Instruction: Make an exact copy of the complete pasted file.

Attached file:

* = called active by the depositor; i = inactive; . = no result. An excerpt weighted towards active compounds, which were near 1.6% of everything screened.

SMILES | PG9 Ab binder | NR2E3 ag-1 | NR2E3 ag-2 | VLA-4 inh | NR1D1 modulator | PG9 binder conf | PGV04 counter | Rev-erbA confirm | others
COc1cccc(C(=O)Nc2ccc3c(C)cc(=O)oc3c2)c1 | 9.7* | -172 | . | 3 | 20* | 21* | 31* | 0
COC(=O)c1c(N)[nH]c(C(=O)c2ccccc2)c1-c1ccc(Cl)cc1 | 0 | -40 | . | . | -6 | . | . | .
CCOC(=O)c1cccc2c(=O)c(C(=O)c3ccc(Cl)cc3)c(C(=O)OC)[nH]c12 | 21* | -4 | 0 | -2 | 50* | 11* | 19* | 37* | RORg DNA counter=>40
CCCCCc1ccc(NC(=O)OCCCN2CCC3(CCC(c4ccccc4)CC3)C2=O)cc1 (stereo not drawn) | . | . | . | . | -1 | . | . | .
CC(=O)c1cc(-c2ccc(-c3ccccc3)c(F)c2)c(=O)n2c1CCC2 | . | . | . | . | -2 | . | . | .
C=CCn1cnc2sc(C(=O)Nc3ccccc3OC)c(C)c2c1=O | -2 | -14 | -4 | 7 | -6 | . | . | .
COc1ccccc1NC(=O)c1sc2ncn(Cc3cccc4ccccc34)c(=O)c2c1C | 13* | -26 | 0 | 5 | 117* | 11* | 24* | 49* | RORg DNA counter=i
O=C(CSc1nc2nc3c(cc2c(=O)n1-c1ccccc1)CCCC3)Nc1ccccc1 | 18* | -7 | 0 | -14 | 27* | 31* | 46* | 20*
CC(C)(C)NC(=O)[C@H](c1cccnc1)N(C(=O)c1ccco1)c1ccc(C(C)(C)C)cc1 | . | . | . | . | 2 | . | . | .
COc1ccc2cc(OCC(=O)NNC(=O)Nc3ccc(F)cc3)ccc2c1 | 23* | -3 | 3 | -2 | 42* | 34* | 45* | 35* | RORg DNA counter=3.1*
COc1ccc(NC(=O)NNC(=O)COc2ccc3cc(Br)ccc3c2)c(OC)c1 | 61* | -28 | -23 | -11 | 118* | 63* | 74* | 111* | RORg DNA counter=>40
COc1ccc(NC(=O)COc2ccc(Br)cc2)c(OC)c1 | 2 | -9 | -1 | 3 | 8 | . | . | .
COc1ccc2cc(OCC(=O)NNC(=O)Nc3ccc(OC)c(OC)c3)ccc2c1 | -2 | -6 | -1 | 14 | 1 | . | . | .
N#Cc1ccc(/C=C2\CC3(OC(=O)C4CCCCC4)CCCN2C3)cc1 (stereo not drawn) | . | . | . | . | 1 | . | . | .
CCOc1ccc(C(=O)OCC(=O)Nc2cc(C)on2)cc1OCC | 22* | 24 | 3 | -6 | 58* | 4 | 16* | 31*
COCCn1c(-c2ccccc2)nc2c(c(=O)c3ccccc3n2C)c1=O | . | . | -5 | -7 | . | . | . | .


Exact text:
* = called active by the depositor; i = inactive; . = no result. An excerpt weighted towards active compounds, which were near 1.6% of everything screened.

SMILES | PG9 Ab binder | NR2E3 ag-1 | NR2E3 ag-2 | VLA-4 inh | NR1D1 modulator | PG9 binder conf | PGV04 counter | Rev-erbA confirm | others
COc1cccc(C(=O)Nc2ccc3c(C)cc(=O)oc3c2)c1 | 9.7* | -172 | . | 3 | 20* | 21* | 31* | 0
COC(=O)c1c(N)[nH]c(C(=O)c2ccccc2)c1-c1ccc(Cl)cc1 | 0 | -40 | . | . | -6 | . | . | .
CCOC(=O)c1cccc2c(=O)c(C(=O)c3ccc(Cl)cc3)c(C(=O)OC)[nH]c12 | 21* | -4 | 0 | -2 | 50* | 11* | 19* | 37* | RORg DNA counter=>40
CCCCCc1ccc(NC(=O)OCCCN2CCC3(CCC(c4ccccc4)CC3)C2=O)cc1 (stereo not drawn) | . | . | . | . | -1 | . | . | .
CC(=O)c1cc(-c2ccc(-c3ccccc3)c(F)c2)c(=O)n2c1CCC2 | . | . | . | . | -2 | . | . | .
C=CCn1cnc2sc(C(=O)Nc3ccccc3OC)c(C)c2c1=O | -2 | -14 | -4 | 7 | -6 | . | . | .
COc1ccccc1NC(=O)c1sc2ncn(Cc3cccc4ccccc34)c(=O)c2c1C | 13* | -26 | 0 | 5 | 117* | 11* | 24* | 49* | RORg DNA counter=i
O=C(CSc1nc2nc3c(cc2c(=O)n1-c1ccccc1)CCCC3)Nc1ccccc1 | 18* | -7 | 0 | -14 | 27* | 31* | 46* | 20*
CC(C)(C)NC(=O)[C@H](c1cccnc1)N(C(=O)c1ccco1)c1ccc(C(C)(C)C)cc1 | . | . | . | . | 2 | . | . | .
COc1ccc2cc(OCC(=O)NNC(=O)Nc3ccc(F)cc3)ccc2c1 | 23* | -3 | 3 | -2 | 42* | 34* | 45* | 35* | RORg DNA counter=3.1*
COc1ccc(NC(=O)NNC(=O)COc2ccc3cc(Br)ccc3c2)c(OC)c1 | 61* | -28 | -23 | -11 | 118* | 63* | 74* | 111* | RORg DNA counter=>40
COc1ccc(NC(=O)COc2ccc(Br)cc2)c(OC)c1 | 2 | -9 | -1 | 3 | 8 | . | . | .
COc1ccc2cc(OCC(=O)NNC(=O)Nc3ccc(OC)c(OC)c3)ccc2c1 | -2 | -6 | -1 | 14 | 1 | . | . | .
N#Cc1ccc(/C=C2\CC3(OC(=O)C4CCCCC4)CCCN2C3)cc1 (stereo not drawn) | . | . | . | . | 1 | . | . | .
CCOc1ccc(C(=O)OCC(=O)Nc2cc(C)on2)cc1OCC | 22* | 24 | 3 | -6 | 58* | 4 | 16* | 31*
COCCn1c(-c2ccccc2)nc2c(c(=O)c3ccccc3n2C)c1=O | . | . | -5 | -7 | . | . | . | .